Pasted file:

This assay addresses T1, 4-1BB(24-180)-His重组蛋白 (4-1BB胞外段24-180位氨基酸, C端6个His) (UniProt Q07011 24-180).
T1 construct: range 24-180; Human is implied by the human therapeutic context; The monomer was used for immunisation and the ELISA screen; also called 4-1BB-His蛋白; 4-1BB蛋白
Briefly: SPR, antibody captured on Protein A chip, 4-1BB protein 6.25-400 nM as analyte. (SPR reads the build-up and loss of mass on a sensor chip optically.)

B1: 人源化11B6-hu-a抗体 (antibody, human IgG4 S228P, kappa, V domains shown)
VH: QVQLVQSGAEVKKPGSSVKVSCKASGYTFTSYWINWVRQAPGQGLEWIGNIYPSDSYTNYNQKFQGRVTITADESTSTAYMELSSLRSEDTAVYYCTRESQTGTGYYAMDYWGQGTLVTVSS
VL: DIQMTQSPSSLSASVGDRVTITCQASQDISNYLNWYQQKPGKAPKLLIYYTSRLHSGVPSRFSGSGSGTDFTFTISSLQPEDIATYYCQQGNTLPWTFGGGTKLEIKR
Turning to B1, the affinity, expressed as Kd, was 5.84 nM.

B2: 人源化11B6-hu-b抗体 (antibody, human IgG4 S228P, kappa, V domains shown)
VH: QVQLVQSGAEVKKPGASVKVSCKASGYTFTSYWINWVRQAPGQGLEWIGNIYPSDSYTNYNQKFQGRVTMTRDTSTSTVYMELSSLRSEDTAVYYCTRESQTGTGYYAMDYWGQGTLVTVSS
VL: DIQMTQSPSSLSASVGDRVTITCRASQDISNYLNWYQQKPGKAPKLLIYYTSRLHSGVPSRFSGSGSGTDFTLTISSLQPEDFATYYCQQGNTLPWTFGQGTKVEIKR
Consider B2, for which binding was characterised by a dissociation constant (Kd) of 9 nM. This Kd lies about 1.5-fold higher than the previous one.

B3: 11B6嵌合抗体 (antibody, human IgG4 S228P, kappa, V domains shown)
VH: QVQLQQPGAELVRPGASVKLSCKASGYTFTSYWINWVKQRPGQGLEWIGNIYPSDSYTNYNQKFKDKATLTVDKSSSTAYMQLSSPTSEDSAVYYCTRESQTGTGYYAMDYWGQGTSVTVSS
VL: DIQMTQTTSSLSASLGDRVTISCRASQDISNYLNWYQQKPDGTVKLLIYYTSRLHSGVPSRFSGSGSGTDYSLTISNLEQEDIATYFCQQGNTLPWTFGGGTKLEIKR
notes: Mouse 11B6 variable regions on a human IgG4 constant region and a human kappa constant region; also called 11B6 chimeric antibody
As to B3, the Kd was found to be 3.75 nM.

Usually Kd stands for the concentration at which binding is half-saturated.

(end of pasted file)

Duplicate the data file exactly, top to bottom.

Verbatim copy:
This assay addresses T1, 4-1BB(24-180)-His重组蛋白 (4-1BB胞外段24-180位氨基酸, C端6个His) (UniProt Q07011 24-180).
T1 construct: range 24-180; Human is implied by the human therapeutic context; The monomer was used for immunisation and the ELISA screen; also called 4-1BB-His蛋白; 4-1BB蛋白
Briefly: SPR, antibody captured on Protein A chip, 4-1BB protein 6.25-400 nM as analyte. (SPR reads the build-up and loss of mass on a sensor chip optically.)

B1: 人源化11B6-hu-a抗体 (antibody, human IgG4 S228P, kappa, V domains shown)
VH: QVQLVQSGAEVKKPGSSVKVSCKASGYTFTSYWINWVRQAPGQGLEWIGNIYPSDSYTNYNQKFQGRVTITADESTSTAYMELSSLRSEDTAVYYCTRESQTGTGYYAMDYWGQGTLVTVSS
VL: DIQMTQSPSSLSASVGDRVTITCQASQDISNYLNWYQQKPGKAPKLLIYYTSRLHSGVPSRFSGSGSGTDFTFTISSLQPEDIATYYCQQGNTLPWTFGGGTKLEIKR
Turning to B1, the affinity, expressed as Kd, was 5.84 nM.

B2: 人源化11B6-hu-b抗体 (antibody, human IgG4 S228P, kappa, V domains shown)
VH: QVQLVQSGAEVKKPGASVKVSCKASGYTFTSYWINWVRQAPGQGLEWIGNIYPSDSYTNYNQKFQGRVTMTRDTSTSTVYMELSSLRSEDTAVYYCTRESQTGTGYYAMDYWGQGTLVTVSS
VL: DIQMTQSPSSLSASVGDRVTITCRASQDISNYLNWYQQKPGKAPKLLIYYTSRLHSGVPSRFSGSGSGTDFTLTISSLQPEDFATYYCQQGNTLPWTFGQGTKVEIKR
Consider B2, for which binding was characterised by a dissociation constant (Kd) of 9 nM. This Kd lies about 1.5-fold higher than the previous one.

B3: 11B6嵌合抗体 (antibody, human IgG4 S228P, kappa, V domains shown)
VH: QVQLQQPGAELVRPGASVKLSCKASGYTFTSYWINWVKQRPGQGLEWIGNIYPSDSYTNYNQKFKDKATLTVDKSSSTAYMQLSSPTSEDSAVYYCTRESQTGTGYYAMDYWGQGTSVTVSS
VL: DIQMTQTTSSLSASLGDRVTISCRASQDISNYLNWYQQKPDGTVKLLIYYTSRLHSGVPSRFSGSGSGTDYSLTISNLEQEDIATYFCQQGNTLPWTFGGGTKLEIKR
notes: Mouse 11B6 variable regions on a human IgG4 constant region and a human kappa constant region; also called 11B6 chimeric antibody
As to B3, the Kd was found to be 3.75 nM.

Usually Kd stands for the concentration at which binding is half-saturated.